The Fatal Fall of Father Damien Karras (Jason Miller) from the Window of Possessed Regan MacNeil (Linda Blair) in The Exorcist has spawned a spooky new landmark on M Street in Washington, DC: the “Exorcist Steps”. They became part of the culture at nearby Georgetown University even before the scene was filmed. The students reportedly charged $ 5 each to watch the shoot from their rooftops. Nowadays, upper-class students are quick to point out the infamous staircase to new or prospective students, and sports teams are also known to lead the way. 75 stone steps as a training exercise.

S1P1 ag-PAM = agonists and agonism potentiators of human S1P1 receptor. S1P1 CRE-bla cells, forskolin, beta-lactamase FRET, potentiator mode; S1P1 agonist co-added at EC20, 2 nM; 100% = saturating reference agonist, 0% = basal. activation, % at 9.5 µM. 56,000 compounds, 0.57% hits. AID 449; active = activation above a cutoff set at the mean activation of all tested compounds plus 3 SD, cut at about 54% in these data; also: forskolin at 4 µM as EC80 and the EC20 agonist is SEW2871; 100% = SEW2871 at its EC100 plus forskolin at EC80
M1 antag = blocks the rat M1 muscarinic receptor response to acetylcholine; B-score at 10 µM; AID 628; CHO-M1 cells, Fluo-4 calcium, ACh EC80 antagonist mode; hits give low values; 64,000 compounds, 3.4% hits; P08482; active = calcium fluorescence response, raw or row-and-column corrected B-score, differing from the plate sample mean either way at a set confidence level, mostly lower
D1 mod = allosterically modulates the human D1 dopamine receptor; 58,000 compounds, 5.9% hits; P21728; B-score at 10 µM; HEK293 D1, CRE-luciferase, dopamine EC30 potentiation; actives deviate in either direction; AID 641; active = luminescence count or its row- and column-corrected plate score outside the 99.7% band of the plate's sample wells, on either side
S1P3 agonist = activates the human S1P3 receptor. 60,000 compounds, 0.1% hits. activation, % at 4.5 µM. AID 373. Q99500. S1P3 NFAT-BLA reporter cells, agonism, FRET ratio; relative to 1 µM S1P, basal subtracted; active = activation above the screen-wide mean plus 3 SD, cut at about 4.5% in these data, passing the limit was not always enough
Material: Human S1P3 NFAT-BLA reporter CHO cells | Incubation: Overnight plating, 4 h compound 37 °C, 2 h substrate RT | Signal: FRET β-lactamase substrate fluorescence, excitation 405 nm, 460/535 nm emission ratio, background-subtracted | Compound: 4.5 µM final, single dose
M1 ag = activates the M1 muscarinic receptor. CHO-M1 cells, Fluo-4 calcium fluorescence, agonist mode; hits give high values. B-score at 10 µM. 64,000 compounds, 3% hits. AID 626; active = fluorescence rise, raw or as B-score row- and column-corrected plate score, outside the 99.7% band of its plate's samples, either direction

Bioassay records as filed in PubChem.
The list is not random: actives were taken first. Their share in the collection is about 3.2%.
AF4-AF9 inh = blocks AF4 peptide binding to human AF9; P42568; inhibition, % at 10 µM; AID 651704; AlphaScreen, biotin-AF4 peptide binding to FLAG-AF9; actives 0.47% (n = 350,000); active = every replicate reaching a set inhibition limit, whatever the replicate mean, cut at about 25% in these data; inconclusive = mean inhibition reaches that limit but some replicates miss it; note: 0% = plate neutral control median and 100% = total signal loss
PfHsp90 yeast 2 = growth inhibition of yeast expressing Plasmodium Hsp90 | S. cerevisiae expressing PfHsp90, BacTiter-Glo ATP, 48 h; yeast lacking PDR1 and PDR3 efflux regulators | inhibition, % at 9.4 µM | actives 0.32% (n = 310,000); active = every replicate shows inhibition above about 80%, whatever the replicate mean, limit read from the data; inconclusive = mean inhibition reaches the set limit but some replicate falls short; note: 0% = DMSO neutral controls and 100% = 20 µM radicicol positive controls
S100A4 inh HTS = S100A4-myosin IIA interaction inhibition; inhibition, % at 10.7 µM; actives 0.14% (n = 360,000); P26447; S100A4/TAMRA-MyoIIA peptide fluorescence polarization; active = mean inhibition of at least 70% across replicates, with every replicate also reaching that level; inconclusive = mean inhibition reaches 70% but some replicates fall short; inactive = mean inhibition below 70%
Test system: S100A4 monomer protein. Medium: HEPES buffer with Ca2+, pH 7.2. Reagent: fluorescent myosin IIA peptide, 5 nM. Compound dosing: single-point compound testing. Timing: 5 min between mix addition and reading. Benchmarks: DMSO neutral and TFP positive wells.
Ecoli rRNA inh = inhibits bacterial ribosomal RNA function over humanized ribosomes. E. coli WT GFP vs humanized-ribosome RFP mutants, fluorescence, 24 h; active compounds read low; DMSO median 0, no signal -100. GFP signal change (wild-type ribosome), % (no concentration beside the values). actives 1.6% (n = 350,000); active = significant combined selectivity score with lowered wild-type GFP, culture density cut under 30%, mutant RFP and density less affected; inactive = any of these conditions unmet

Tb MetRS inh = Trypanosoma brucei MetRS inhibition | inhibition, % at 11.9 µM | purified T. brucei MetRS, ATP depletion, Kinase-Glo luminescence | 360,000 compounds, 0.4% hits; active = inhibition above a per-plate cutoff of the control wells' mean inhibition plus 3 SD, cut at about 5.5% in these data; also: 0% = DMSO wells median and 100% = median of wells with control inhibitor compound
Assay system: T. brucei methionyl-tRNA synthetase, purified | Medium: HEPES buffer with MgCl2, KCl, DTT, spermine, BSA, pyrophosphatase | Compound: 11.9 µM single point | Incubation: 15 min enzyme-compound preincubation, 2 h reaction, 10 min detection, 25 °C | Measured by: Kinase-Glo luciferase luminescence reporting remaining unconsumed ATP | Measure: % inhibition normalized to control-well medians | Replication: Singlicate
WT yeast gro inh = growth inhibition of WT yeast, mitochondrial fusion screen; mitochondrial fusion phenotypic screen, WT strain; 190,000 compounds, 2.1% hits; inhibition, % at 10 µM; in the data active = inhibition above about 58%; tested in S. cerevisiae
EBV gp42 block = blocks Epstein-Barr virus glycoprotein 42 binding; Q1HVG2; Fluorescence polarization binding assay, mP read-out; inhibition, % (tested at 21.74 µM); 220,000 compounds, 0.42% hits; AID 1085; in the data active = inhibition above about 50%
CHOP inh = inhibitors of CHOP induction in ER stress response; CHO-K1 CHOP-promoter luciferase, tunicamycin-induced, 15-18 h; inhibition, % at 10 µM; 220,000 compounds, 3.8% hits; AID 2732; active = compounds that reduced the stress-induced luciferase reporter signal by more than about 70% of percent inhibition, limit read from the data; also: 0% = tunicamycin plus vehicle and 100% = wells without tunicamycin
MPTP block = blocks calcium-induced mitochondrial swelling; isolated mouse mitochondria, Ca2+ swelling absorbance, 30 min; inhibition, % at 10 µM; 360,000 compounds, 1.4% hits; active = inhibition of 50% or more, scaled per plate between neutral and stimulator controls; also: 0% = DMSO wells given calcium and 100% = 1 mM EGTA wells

6. The gas station of The Texas Chainsaw Massacre (1974) // Bastrop, Texas

the gas station which spells hope – then horror – for young Sally Hardesty (Marilyn Burns) in Tobe Hooper’s The Texas Chainsaw Massacre (1974) is located in Bastrop, Texas, and is called simply “Gas station. Always odd from the outside, the inside is now full of horror-movie merchandise and has a pretty mouth-watering barbecue menu (to order by phone, number is 512-321-SAWS). delivered an overnight stay in one of the rustic cabins nearby, complete with air conditioning, free Wi-Fi and TV, all the luxuries that Leatherface has managed to do without.

7. Oakley Court’s The Rocky Horror Picture Show (1975) // Windsor, United Kingdom